The future of the proposed Lower Thames Crossing was highlighted this week (Tuesday and Wednesday, June 29-30) when a legal challenge against the government’s roadbuilding programme was heard in the High Court. The challenge was brought by the Transport Action Network and targeted the Department for Transport’s £27.4 billion roadbuilding scheme (labelled Road Investment Strategy 2, or RIS2), saying it breached climate and air quality laws. TAN claims the government has failing to consider fully the Paris Agreement, which commits the UK to tackling climate change by limiting global warming to less than 2°C. Indeed, the group says the transport secretary pulled plans to cut CO2 emissions for a tranche of upgrades and new schemes. RIS2 includes 50 schemes, the largest of which is the £8.2bn Lower Thames Crossing. TAN said it expected the DfT to contest its challenge, saying commitments to climate change were not “obviously material” to roadbuilding schemes. However, Chris Todd, TAN director, said: “Trying to argue climate change isn’t ‘obviously material’ to approving the largest-ever roads programme is like saying public health is not relevant to reform of smoking rules. “In an audacious attempt to protect his addiction to asphalt, [Transport Secretary Grant ] Shapps is now seeking a legal precedent that decision-makers can ignore climate targets. “This puts ministers on a collision course with the Climate Change Committee, which [has] called on the government to adopt a Net Zero Test for all policy decisions.” Laura Blake, chairman of the Thames Crossing Action Group, said: “We know that the proposed Lower Thames Crossing would create over five million tonnes of carbon emissions, along with all the other negative impacts which we would suffer if the LTC were to go ahead. “We have many serious concerns about the impacts of the proposed Lower Thames Crossing and feel it is essential that all the negative impacts of the scheme should be taken into account. “We are grateful to TAN for bringing this legal challenge on climate grounds against the government’s £27bn roadbuilding programme, which of course includes the £8.2bn Lower Thames Crossing. “We wholeheartedly support this legal challenge and appreciate all the hard work by TAN and the legal team.”
Consultation on Dartford Borough Council’s pre-submission version of its Local Plan closed today (Friday, April 9, 2021) and CPRE Kent feels this has been largely a positive example of Plan-making within the constraints of the planning system. By focusing development on well-connected brownfield sites within the town of Dartford and at Ebbsfleet Garden City, the Plan is essentially a genuine example of a brownfield-first strategy. Coupled with strong Green Belt protection policies and policies responding to the climate-change emergency, there is a lot to commend. Of course, there remains areas where things could be better. We have taken exception to the continued support of roadbuilding within a borough that has some the worst air quality in the South East and the council’s continued support for the Lower Thames Crossing. We have called on the authority to be bolder with measures to truly respond to our biodiversity crisis, along with further strengthening of active-travel measures. We were disappointed not to see a policy protecting intrinsically dark landscapes. We have reminded it about the implications of Natural England’s designation of Swanscombe Marshes and land to the south as a Site of Special Scientific Interest. Overall, though, there was certainly as much good as there was bad. We now must just hope that this good work is not undone should the proposed London Resort theme park be consented.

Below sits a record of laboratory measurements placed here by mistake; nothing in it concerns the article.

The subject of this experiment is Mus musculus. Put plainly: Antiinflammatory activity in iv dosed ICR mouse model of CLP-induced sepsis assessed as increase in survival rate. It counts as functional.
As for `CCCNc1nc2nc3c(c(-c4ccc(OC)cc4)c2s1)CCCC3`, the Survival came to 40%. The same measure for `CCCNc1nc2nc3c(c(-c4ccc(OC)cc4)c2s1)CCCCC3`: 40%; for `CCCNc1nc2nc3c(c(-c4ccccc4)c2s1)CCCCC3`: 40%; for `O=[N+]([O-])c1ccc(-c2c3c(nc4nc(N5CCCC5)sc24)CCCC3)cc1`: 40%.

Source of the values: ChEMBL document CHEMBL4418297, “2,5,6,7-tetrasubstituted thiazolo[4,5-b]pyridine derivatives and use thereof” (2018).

The developer behind plans to build the country’s largest theme park in north Kent has applied to the government for consent to proceed. London Resort Company Holdings submitted its application for a Development Consent Order to the Planning Inspectorate on New Year’s Eve (Thursday, January 31, 2020). The scheme has been designated a Nationally Significant Infrastructure Project (NSIP), the first ‘business or commercial project’ to be accepted as such by the government under the Planning Act 2008. The theme park is targeted for the Swanscombe peninsula, between Greenhithe and Northfleet, with opening anticipated for 2024 after a 2022 start date. It would cover more than 1,160 acres and LRCH says it would create “48,000 direct, indirect and induced jobs” by 2038. The project website states: “Sustainability is at the core of our vision. We are exploring new and innovative ways of integrating sustainable and low-carbon principles into every area of design and operation of the London Resort. Our aim is to create one of the most sustainable theme park destinations in the world.” It adds: “Our designs will integrate local public rights of way and a green network, with improved access to the river for visitors and local communities. The London Resort will showcase the natural features of the site, seamlessly integrating them into our designs. A large proportion of the peninsula landscape will remain undeveloped and will be enhanced.” However, there are widespread concerns both for people employed on the peninsula who might see their workplaces lost and for the area’s wildlife. Buglife has joined with other environmental campaigners to set up the Save Swanscombe Marshes campaign. To understand why the peninsula is so special, we will indeed turn to Buglife, which states: “The Swanscombe peninsula in north Kent is home to a remarkable mosaic of grasslands, coastal habitats, brownfield features, scrub and intricate wetlands. However, the proposed London Resort theme park threatens the future of this urban wilderness. “Known as Swanscombe Marshes, this urban wilderness is home to thousands of invertebrate species, including over 250 species of conservation concern. This outstanding assemblage is of national importance, ranking with our best invertebrate brownfield sites. “It is one of just two places in the UK for the Critically Endangered distinguished jumping spider (Attulus distinguendus), among the host of rare bees, beetles, moths and other invertebrates recorded there… the mixture of natural coastal features and human interference has created a brownfield of the highest quality for wildlife, as well as a valued community space for walking, birdwatching, angling and escaping the hustle and bustle of north Kent.” CPRE Kent intends to take part in the examination should it happen. It is too early to comment extensively, but an initial observation relates to the proposed Lower Thames Crossing, which does not appear to have been factored into plans – how would the two dovetail? The Planning Inspectorate now has until Thursday, January 28, to determine if the application is satisfactory and the project can proceed to examination. Should it get that far, the Secretary of State would then decide whether London Resort should be built.